Dr. Daniel Georges-Abeyie's bridge to a "brave new world" would be paved with the families of torture/murder victims ("A Quiet Voice Against the Death Penalty," Michael Kiefer, October 3). The kin of Jeffrey Dahmer's victims twisted in the wind while Dahmer got several thousand dollars from "well" wishers. They were stopped by proof (Dahmer's killer) that imprisonment does not stop harassment and violence against guards, inmates and victims' families--such as the Klaases.
Does Georges-Abeyie feel that "Sister" Susan Sarandon's baby-sitting death rowers year after year would make death row more pleasant than escape-proof? Torturer/murderer Richard Ramirez will bask in the privilege of marriage while about a quarter-million Americans will be murdered before ten years of appeals end in his execution.
That we only have a couple of thousand persons on death row proves our reluctance to execute any but the most damaging of murderers. To hint that the 80 percent of us who approve of executions are uncivilized scoffs at the 18- and 20-year-olds FDR sent into harm's way at Pearl Harbor and Normandy.
Finally, as science improves genetic identification and speeds fingerprint proof, the rarity of an innocent person being executed is dwarfed by our chances of getting killed driving to work.
If Dr. Daniel Georges-Abeyie desires to spend his time speaking out about cruel and unusual punishment, maybe he should begin by spending less time doing sit-ups and more time educating primary and secondary education students who are the most at risk for procuring a death penalty.
Thanks, New Times, for the well-written piece on capital punishment. I think in all fairness we should now hear from the families who suffered as victims of the crimes committed by people such as Richard Allen Davis in California. I wonder what their opinion is. Whatever happened to responsibility? You do the crime, you pay the fine. Why do the victims always pay?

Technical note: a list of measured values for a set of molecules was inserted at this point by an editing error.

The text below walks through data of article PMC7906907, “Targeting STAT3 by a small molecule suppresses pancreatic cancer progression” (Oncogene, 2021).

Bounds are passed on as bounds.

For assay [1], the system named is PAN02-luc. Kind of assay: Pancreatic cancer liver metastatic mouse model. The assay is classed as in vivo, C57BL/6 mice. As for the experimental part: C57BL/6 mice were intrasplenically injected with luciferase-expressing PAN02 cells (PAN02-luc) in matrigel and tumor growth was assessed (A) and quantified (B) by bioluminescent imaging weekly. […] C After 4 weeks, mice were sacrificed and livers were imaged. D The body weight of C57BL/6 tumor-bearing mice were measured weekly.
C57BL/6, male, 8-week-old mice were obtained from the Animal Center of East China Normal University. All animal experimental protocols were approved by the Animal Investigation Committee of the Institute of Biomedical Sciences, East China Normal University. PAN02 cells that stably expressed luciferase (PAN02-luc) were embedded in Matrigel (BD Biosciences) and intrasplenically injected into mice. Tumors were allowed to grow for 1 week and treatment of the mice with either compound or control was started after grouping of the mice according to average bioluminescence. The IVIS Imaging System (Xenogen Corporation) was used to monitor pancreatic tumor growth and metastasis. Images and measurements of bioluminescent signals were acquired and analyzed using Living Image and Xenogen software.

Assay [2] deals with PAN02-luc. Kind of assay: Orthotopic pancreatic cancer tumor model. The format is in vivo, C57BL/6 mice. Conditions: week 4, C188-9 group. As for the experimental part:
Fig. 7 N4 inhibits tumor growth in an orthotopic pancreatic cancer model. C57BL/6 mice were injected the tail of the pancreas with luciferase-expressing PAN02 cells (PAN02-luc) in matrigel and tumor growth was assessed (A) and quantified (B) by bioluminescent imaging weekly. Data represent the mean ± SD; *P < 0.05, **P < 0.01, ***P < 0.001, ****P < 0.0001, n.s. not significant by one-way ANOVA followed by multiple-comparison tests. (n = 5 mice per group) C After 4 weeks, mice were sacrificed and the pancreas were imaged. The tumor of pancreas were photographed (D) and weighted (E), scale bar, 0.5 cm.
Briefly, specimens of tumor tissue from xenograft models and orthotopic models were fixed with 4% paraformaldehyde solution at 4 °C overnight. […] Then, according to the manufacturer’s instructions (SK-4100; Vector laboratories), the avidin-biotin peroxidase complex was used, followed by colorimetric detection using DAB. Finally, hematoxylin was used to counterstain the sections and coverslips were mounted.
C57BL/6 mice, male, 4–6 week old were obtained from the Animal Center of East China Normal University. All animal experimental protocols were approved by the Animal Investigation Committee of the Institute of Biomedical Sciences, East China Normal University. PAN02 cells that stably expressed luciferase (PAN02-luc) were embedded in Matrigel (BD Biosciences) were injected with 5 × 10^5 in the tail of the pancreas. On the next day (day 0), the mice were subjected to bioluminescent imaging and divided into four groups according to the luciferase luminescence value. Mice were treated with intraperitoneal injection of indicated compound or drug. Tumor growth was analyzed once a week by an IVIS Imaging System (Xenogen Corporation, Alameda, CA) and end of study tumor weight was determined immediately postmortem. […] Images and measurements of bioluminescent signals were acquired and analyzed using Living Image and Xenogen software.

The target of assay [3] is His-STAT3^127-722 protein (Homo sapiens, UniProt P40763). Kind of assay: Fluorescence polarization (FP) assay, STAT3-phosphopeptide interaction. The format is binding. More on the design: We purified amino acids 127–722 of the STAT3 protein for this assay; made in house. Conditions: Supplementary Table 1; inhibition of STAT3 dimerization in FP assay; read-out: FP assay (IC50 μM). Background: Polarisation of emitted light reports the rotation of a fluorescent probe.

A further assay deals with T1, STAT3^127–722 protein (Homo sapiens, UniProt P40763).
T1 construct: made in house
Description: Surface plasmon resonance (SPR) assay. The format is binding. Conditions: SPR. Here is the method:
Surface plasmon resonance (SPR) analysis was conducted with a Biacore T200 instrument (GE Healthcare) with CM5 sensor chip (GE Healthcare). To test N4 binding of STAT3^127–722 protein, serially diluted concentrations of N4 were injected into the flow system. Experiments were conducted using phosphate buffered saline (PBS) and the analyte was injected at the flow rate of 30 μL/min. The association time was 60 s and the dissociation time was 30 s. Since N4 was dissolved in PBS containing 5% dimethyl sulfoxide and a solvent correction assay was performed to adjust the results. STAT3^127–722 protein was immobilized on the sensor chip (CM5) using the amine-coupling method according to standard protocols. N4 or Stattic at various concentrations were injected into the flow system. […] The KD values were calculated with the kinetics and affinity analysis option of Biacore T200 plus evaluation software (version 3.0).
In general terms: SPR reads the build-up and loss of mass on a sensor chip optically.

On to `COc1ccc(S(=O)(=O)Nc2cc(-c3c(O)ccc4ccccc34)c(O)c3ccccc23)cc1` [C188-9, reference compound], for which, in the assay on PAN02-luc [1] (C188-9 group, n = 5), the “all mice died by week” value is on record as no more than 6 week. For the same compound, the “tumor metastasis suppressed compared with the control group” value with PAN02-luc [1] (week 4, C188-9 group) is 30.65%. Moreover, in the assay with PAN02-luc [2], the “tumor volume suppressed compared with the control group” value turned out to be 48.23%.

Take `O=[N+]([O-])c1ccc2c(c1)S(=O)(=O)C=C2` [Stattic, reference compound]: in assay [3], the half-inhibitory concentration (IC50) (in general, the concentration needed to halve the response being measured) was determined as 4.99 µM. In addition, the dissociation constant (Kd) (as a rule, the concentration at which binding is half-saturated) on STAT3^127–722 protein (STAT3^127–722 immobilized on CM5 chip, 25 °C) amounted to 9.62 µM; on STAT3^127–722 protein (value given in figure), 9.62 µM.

I think that the death of Tupac Shakur was shocking to everyone and a real letdown ("Live by the Gun . . . ," Dave Wielenga, October 3). Sooner or later, his time was going to come. I hate the last video that he came out with because it reminds us of his tragic death. None of this was called for.
I hate that it took someone famous and important in the world to show people that killing isn't the answer. Where does gangbanging get you? Nowhere. All eyes are on Tupac. We will miss you and see you when it is our time.
Just the Facts, Ma'am
Golly, I just knew the Fifester was innocent all along! New Times' flow chart shows very well just how easily we can be misled by the facts. And if professional journalists can be misled, just think of how the rest of humanity could make errors in judgment based on the facts ("Cosmic Conspiracy," October 10).
I'll just bet that all those hardworking people without pension funds can now begin looking for the real thief of their retirement dreams (sort of like O.J. Simpson looking for the real murderer of his ex-wife Nicole Brown Simpson and her friend Ron Goldman on golf courses around the world).